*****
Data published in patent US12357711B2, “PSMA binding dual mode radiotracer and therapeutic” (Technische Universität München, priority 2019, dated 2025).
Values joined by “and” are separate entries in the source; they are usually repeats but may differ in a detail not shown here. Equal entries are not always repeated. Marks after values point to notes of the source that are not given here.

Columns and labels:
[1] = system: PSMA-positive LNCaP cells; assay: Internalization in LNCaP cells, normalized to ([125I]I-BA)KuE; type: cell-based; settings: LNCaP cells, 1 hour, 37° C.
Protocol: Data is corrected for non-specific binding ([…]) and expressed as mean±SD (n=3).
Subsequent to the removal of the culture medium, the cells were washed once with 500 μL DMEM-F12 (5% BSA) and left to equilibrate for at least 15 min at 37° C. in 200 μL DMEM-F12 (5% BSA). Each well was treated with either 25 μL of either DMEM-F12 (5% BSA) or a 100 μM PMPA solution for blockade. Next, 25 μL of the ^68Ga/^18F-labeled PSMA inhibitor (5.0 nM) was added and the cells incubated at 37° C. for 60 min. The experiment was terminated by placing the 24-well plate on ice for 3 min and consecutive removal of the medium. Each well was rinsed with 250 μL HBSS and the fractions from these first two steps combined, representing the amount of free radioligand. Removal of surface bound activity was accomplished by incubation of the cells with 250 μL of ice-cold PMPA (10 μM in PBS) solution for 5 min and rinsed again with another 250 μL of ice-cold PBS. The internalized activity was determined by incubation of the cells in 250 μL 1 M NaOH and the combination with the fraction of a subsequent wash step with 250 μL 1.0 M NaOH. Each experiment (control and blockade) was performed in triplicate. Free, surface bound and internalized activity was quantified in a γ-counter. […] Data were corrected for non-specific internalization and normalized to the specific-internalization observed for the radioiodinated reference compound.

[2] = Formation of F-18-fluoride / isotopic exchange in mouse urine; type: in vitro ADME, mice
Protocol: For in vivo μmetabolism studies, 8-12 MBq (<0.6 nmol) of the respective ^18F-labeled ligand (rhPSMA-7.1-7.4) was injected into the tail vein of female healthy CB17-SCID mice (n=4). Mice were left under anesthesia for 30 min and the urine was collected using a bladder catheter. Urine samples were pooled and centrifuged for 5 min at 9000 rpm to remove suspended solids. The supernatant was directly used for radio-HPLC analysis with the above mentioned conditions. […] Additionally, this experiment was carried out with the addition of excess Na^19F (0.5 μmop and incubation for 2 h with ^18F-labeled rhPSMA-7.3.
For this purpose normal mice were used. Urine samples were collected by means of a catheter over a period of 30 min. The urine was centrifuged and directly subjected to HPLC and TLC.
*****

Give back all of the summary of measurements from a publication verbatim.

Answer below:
Data published in patent US12357711B2, “PSMA binding dual mode radiotracer and therapeutic” (Technische Universität München, priority 2019, dated 2025).
Values joined by “and” are separate entries in the source; they are usually repeats but may differ in a detail not shown here. Equal entries are not always repeated. Marks after values point to notes of the source that are not given here.

Columns and labels:
[1] = system: PSMA-positive LNCaP cells; assay: Internalization in LNCaP cells, normalized to ([125I]I-BA)KuE; type: cell-based; settings: LNCaP cells, 1 hour, 37° C.
Protocol: Data is corrected for non-specific binding ([…]) and expressed as mean±SD (n=3).
Subsequent to the removal of the culture medium, the cells were washed once with 500 μL DMEM-F12 (5% BSA) and left to equilibrate for at least 15 min at 37° C. in 200 μL DMEM-F12 (5% BSA). Each well was treated with either 25 μL of either DMEM-F12 (5% BSA) or a 100 μM PMPA solution for blockade. Next, 25 μL of the ^68Ga/^18F-labeled PSMA inhibitor (5.0 nM) was added and the cells incubated at 37° C. for 60 min. The experiment was terminated by placing the 24-well plate on ice for 3 min and consecutive removal of the medium. Each well was rinsed with 250 μL HBSS and the fractions from these first two steps combined, representing the amount of free radioligand. Removal of surface bound activity was accomplished by incubation of the cells with 250 μL of ice-cold PMPA (10 μM in PBS) solution for 5 min and rinsed again with another 250 μL of ice-cold PBS. The internalized activity was determined by incubation of the cells in 250 μL 1 M NaOH and the combination with the fraction of a subsequent wash step with 250 μL 1.0 M NaOH. Each experiment (control and blockade) was performed in triplicate. Free, surface bound and internalized activity was quantified in a γ-counter. […] Data were corrected for non-specific internalization and normalized to the specific-internalization observed for the radioiodinated reference compound.

[2] = Formation of F-18-fluoride / isotopic exchange in mouse urine; type: in vitro ADME, mice
Protocol: For in vivo μmetabolism studies, 8-12 MBq (<0.6 nmol) of the respective ^18F-labeled ligand (rhPSMA-7.1-7.4) was injected into the tail vein of female healthy CB17-SCID mice (n=4). Mice were left under anesthesia for 30 min and the urine was collected using a bladder catheter. Urine samples were pooled and centrifuged for 5 min at 9000 rpm to remove suspended solids. The supernatant was directly used for radio-HPLC analysis with the above mentioned conditions. […] Additionally, this experiment was carried out with the addition of excess Na^19F (0.5 μmop and incubation for 2 h with ^18F-labeled rhPSMA-7.3.
For this purpose normal mice were used. Urine samples were collected by means of a catheter over a period of 30 min. The urine was centrifuged and directly subjected to HPLC and TLC.